Coliseum Cinema

Lion Street,
Abergavenny, NP7 5PE

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Functions: Bar

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Coliseum Cinema

The Coliseum Cinema was opened by the Abergavenny Coliseum Co. Ltd. on 3rd November 1913 with “Quo-Vadis”. It had 780 seats, a 25 feet wide proscenium and two dressing rooms. Live shows were also presented, with melodramas such as “The Red Barn” and “Sweeney Todd - The Demon Barber of Fleet Street” featuring as part of the programming. On 10th October 1930 it was equipped with a Western Electric(WE) sound system, and the first ‘talkie’ to be screened here was “Atlantic” starring Madeleine Carroll. In the mid-1950’s it was equipped with a 28 feet wide CinemaScope screen.

In mid-1989, the stalls area was converted into shop, and the cinema operated upstairs in and extension of the circle. In October 1992, the upstairs Coliseum Cinema was converted into a bingo club, with shops still operating downstairs.

It was converted into a J.D. Wetherspoon pub, which opened as the Coliseum on 14th March 2001.

Contributed by Ken Roe

Recent comments (view all 1 comments)

WillCross on August 11, 2014 at 3:03 am

Although a somewhat chequered part of cinema history of the old Coliseum Cinema, Abergavenny, ( now a Wetherspoons pub) visitors interested in the wider context may wish to know of my new book “ The Abergavenny Witch Hunt: An account of the prosecution of over twenty homosexuals in a small Welsh town in 1942”.

George Rowe, the 40-year-old Cinema manager at the time was at the centre of the Police inquiry after one of the page-boys complained about being molested. The boy’s complaint turned into a witch-hunt of ‘queers’ across Britain revealing a oddball mix of abused and abusers; a farmer, a clerk, two chefs, a fireman, several serving soldiers, a hairdresser, an actor and others were arrested and brought back to Abergavenny, where almost all the offences were committed.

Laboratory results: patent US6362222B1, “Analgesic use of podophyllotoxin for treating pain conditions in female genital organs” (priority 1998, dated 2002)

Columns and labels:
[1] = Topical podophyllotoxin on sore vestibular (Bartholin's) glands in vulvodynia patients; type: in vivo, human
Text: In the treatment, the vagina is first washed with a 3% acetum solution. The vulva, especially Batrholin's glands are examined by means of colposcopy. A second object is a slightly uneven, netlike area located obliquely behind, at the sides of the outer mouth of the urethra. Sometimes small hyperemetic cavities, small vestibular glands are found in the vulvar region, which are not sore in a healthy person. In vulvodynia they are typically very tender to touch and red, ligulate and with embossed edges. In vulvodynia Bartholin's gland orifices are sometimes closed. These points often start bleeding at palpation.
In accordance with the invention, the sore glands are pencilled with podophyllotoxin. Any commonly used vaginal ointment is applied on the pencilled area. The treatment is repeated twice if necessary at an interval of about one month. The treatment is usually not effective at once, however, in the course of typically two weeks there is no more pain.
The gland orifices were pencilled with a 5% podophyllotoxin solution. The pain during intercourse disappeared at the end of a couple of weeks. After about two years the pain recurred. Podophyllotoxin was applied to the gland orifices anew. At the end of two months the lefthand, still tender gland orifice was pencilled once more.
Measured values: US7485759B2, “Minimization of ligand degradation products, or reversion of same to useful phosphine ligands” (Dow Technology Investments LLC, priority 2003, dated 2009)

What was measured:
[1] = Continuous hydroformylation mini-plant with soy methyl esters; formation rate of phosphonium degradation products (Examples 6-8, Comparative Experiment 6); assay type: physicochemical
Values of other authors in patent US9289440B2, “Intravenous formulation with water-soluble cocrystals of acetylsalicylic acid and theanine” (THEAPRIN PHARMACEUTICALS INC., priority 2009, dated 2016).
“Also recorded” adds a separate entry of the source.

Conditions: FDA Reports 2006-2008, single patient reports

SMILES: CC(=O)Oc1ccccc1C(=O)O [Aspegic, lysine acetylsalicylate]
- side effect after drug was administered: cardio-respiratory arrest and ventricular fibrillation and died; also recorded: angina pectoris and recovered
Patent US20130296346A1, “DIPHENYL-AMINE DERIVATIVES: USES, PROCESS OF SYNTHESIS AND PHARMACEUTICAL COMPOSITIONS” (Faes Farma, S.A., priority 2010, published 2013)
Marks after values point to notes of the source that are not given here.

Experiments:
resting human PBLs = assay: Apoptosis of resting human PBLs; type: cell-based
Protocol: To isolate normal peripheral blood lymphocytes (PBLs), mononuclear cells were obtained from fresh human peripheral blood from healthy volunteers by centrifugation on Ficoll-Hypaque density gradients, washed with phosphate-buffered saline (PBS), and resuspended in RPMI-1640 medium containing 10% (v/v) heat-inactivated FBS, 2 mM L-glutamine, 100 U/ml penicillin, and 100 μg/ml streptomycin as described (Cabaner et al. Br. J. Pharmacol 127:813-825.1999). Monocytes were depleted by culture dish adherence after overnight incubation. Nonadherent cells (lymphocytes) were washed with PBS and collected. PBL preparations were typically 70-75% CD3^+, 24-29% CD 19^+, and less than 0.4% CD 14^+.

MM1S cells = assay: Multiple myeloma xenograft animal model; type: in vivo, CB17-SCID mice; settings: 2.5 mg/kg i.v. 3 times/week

Before the case ( always known as the ‘Rowe Case’) reached a Judge at Monmouthshire Assizes, three men attempted suicide, one young man succeeded in taking his own life. In the years that followed rumours persisted that several people had got away scot-free, including one notable public figure. Others went on the run to escape capture and disgrace, since all homosexuality was illegal in Britain until the changes started by the Sexual Offences Act, 1967.

Profits from the sales of the book will go to an Abergavenny charity is memory of nineteen-year old Lewis Matthews ( 1922-1942), born and bred in Abergavenny who rather than face the music, took his own life by throwing himself under a train.

William Cross, Newport, Gwent.

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